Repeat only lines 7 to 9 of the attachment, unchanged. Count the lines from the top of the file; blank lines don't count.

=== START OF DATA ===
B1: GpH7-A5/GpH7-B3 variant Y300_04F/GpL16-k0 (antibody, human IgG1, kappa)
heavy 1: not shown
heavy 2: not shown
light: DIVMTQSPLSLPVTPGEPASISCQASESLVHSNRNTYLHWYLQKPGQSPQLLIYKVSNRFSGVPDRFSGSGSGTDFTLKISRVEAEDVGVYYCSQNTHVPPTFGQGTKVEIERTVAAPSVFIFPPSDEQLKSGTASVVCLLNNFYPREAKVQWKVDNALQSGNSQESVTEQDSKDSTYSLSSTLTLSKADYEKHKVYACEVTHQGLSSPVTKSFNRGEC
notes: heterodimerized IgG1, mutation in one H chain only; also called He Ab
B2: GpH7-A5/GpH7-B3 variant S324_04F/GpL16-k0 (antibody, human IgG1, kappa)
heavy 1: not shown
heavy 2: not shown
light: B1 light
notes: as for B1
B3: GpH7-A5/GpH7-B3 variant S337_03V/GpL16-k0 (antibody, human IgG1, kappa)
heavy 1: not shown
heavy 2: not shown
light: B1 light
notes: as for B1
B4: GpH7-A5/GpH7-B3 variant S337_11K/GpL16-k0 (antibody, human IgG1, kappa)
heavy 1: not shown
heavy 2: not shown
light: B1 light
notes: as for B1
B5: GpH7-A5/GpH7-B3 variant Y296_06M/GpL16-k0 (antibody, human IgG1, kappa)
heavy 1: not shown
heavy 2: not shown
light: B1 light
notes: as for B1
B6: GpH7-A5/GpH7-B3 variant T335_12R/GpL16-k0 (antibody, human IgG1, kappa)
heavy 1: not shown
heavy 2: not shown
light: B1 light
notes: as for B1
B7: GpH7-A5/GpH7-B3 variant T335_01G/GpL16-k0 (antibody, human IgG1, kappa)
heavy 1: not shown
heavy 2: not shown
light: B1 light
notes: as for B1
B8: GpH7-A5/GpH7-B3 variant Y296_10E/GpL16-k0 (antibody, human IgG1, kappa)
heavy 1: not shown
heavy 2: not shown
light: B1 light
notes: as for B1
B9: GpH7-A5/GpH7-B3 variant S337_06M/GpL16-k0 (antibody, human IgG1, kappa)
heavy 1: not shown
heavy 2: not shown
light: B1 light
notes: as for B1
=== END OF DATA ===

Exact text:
heavy 1: not shown
heavy 2: not shown
light: B1 light